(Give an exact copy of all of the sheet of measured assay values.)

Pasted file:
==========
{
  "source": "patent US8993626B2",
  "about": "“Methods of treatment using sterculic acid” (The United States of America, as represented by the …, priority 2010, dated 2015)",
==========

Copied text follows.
{
  "source": "patent US8993626B2",
  "about": "“Methods of treatment using sterculic acid” (The United States of America, as represented by the …, priority 2010, dated 2015)",